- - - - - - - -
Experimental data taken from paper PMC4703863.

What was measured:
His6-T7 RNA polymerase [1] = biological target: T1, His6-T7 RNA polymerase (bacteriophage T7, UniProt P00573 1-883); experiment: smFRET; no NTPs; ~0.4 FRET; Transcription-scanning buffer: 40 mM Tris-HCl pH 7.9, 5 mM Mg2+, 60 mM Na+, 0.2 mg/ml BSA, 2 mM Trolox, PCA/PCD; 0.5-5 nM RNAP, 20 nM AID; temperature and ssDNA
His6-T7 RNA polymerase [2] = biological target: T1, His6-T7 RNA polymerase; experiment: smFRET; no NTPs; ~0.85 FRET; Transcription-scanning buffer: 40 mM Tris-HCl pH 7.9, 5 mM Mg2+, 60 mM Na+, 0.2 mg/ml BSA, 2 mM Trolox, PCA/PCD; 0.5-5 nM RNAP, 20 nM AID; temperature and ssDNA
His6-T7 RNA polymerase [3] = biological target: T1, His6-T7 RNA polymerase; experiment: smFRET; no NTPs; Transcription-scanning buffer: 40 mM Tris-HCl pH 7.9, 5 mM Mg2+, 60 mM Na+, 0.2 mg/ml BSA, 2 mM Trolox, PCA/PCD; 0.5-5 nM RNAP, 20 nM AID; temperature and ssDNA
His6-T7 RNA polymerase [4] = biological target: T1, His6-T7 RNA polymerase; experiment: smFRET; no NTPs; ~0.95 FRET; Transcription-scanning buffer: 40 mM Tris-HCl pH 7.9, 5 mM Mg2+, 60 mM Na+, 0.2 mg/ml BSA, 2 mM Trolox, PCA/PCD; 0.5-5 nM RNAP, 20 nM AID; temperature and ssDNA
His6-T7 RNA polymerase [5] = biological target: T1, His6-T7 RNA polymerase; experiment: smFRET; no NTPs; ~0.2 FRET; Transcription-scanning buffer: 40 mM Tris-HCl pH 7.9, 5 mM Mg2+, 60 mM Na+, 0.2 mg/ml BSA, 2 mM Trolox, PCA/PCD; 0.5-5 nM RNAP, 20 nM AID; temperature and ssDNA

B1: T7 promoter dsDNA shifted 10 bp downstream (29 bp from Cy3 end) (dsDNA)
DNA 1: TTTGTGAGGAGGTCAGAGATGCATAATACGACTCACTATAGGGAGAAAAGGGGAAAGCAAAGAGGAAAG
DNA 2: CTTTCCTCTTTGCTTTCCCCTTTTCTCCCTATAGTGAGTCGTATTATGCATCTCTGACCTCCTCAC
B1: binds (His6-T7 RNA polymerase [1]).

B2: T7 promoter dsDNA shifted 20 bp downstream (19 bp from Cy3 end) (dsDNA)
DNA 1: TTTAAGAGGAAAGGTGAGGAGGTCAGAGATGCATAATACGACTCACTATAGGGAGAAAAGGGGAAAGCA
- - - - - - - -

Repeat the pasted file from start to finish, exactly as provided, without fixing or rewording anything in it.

Experimental data taken from paper PMC4703863.

What was measured:
His6-T7 RNA polymerase [1] = biological target: T1, His6-T7 RNA polymerase (bacteriophage T7, UniProt P00573 1-883); experiment: smFRET; no NTPs; ~0.4 FRET; Transcription-scanning buffer: 40 mM Tris-HCl pH 7.9, 5 mM Mg2+, 60 mM Na+, 0.2 mg/ml BSA, 2 mM Trolox, PCA/PCD; 0.5-5 nM RNAP, 20 nM AID; temperature and ssDNA
His6-T7 RNA polymerase [2] = biological target: T1, His6-T7 RNA polymerase; experiment: smFRET; no NTPs; ~0.85 FRET; Transcription-scanning buffer: 40 mM Tris-HCl pH 7.9, 5 mM Mg2+, 60 mM Na+, 0.2 mg/ml BSA, 2 mM Trolox, PCA/PCD; 0.5-5 nM RNAP, 20 nM AID; temperature and ssDNA
His6-T7 RNA polymerase [3] = biological target: T1, His6-T7 RNA polymerase; experiment: smFRET; no NTPs; Transcription-scanning buffer: 40 mM Tris-HCl pH 7.9, 5 mM Mg2+, 60 mM Na+, 0.2 mg/ml BSA, 2 mM Trolox, PCA/PCD; 0.5-5 nM RNAP, 20 nM AID; temperature and ssDNA
His6-T7 RNA polymerase [4] = biological target: T1, His6-T7 RNA polymerase; experiment: smFRET; no NTPs; ~0.95 FRET; Transcription-scanning buffer: 40 mM Tris-HCl pH 7.9, 5 mM Mg2+, 60 mM Na+, 0.2 mg/ml BSA, 2 mM Trolox, PCA/PCD; 0.5-5 nM RNAP, 20 nM AID; temperature and ssDNA
His6-T7 RNA polymerase [5] = biological target: T1, His6-T7 RNA polymerase; experiment: smFRET; no NTPs; ~0.2 FRET; Transcription-scanning buffer: 40 mM Tris-HCl pH 7.9, 5 mM Mg2+, 60 mM Na+, 0.2 mg/ml BSA, 2 mM Trolox, PCA/PCD; 0.5-5 nM RNAP, 20 nM AID; temperature and ssDNA

B1: T7 promoter dsDNA shifted 10 bp downstream (29 bp from Cy3 end) (dsDNA)
DNA 1: TTTGTGAGGAGGTCAGAGATGCATAATACGACTCACTATAGGGAGAAAAGGGGAAAGCAAAGAGGAAAG
DNA 2: CTTTCCTCTTTGCTTTCCCCTTTTCTCCCTATAGTGAGTCGTATTATGCATCTCTGACCTCCTCAC
B1: binds (His6-T7 RNA polymerase [1]).

B2: T7 promoter dsDNA shifted 20 bp downstream (19 bp from Cy3 end) (dsDNA)
DNA 1: TTTAAGAGGAAAGGTGAGGAGGTCAGAGATGCATAATACGACTCACTATAGGGAGAAAAGGGGAAAGCA